WATER PURIFICATION

= WATER

= WASTE

= OPPORTUNITY

= ACTIVITY FOOTPRINT

S C E N A R I O A - B - C 153


FORMAL ACTIVITIES


WHO? WHO IS INVOLVED IN THE FORMAL ACTIVITIES? The formal activities involve industries and businesses which slot into the gaps in systems on site, allowing for industries to come onto the site to the benefit of the existing. They would become huge players in the systems on site, and the collaborations between industries. These industries and activities are seen to be static on the site, with industries holding importance through their location and inputs and outputs. However, this does not mean that if one industry fails, the whole system would fail. These industries could be substituted for industries with similar inputs and outputs. The formal activities are ones with capital backing, providing investment into the site, to further it’s development as a productive site. These industries would also have the backing to buy Celtic owned land to secure the future of the collective.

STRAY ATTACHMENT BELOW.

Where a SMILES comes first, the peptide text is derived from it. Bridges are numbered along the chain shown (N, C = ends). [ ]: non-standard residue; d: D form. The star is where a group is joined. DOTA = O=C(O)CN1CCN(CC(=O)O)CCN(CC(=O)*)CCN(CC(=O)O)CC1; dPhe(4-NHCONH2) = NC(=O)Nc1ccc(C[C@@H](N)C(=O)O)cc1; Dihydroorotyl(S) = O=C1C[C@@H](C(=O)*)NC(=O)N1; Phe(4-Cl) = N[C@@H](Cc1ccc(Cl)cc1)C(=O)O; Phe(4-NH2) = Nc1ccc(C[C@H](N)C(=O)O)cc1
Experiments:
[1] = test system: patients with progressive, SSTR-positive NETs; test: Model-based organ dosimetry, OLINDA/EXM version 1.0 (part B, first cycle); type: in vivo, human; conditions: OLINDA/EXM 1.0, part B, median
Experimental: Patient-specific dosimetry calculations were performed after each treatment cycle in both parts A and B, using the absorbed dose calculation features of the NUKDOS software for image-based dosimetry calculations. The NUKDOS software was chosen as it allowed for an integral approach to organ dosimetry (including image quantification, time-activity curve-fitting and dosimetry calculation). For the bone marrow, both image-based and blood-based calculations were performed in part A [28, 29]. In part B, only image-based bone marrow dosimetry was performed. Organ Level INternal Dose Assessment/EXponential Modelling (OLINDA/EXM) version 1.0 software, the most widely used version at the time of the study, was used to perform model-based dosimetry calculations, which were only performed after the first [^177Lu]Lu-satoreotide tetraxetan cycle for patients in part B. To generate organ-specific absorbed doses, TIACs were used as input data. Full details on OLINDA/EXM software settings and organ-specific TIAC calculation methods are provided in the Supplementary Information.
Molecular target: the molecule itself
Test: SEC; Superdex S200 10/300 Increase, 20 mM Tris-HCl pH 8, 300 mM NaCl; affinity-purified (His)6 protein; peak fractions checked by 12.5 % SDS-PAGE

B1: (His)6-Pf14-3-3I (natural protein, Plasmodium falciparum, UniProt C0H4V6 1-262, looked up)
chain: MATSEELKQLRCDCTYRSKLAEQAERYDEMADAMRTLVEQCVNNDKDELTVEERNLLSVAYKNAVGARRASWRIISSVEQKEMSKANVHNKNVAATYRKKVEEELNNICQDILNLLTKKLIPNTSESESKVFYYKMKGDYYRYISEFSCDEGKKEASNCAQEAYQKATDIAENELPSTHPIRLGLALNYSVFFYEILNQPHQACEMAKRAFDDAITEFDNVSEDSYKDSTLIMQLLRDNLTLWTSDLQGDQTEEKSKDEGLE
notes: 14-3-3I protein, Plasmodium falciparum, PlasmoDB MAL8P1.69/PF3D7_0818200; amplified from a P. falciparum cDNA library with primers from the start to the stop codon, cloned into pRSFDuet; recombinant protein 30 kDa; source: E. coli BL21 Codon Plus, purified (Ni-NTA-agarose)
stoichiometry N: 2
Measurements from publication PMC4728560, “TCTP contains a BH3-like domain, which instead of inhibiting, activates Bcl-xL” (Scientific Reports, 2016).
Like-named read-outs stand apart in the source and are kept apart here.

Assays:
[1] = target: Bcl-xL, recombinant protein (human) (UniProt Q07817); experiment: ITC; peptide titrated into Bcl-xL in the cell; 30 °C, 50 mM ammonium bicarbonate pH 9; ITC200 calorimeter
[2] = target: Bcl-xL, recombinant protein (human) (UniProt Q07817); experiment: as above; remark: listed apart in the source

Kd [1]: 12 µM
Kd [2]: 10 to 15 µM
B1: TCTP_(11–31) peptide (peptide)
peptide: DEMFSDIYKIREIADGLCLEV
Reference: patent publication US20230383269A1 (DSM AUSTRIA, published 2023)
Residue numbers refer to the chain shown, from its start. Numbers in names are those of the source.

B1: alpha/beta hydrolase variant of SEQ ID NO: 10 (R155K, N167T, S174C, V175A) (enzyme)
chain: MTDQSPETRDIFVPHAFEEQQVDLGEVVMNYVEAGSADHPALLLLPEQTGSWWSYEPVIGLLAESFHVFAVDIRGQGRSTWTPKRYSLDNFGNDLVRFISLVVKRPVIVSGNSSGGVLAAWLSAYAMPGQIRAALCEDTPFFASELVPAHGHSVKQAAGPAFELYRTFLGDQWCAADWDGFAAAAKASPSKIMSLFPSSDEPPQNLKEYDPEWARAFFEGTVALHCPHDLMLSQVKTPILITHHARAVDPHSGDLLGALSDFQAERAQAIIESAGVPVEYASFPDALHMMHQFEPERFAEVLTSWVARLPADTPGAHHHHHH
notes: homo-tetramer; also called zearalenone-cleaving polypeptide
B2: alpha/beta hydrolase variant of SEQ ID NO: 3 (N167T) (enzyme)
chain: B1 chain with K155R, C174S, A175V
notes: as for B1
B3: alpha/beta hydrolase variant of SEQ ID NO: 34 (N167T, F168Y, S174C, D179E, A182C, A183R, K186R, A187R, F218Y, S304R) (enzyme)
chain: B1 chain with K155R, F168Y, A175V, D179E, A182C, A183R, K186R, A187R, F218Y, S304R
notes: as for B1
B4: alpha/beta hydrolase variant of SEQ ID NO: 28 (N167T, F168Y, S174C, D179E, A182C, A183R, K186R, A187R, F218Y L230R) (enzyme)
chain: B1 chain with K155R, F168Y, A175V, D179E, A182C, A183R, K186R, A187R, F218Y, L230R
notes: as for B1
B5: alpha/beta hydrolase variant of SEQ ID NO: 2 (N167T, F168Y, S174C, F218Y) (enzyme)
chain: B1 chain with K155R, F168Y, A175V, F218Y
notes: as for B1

156

FORMAL ACTIVITIES


WHY? WHY WOULD THEY BE INVOLVED? • Mutual benefit to every activity on site • A move towards polyopoly as oppose to oligopoly • Mutual growth and expansion - growing as a collective instead of competitively • Move onto the site to form collaborations with complimentary industries • Chances for Innovation and knowledge bases through collaborative efforts • Respond to EU pressure on environmental issues, by working towards a greater environmental cause

F O R M A L A C T I V I T I E S 157


WHAT? WHAT WOULD THE ACTIVITIES AND STRUCTURES BE? Formal activities would be industry based, responding to the synergy needs. Therefore, high capital buildings would be formed on site from these types of activities. The industries themselves would be dependent on which system they were plugging into. Examples of which include reed bed systems for water filtration collaborating with the sewage treatment plant; biopolymer production plant utilising the waste methane from the sewage treatment plant; Methane to energy plant using waste methane and collaborating with the power plant; waste to energy conversion of the power plant; paper mill for recycling of paper waste. These are just a few lines we have connected from the current industries on site, as the industries begin to grow, more connections can be formed.

FORMAL WORKING INDUSTRY WITH HIGH INITIAL CAPITAL FORMAL WORKING INDUSTRY SUPPORTING THE INFORMAL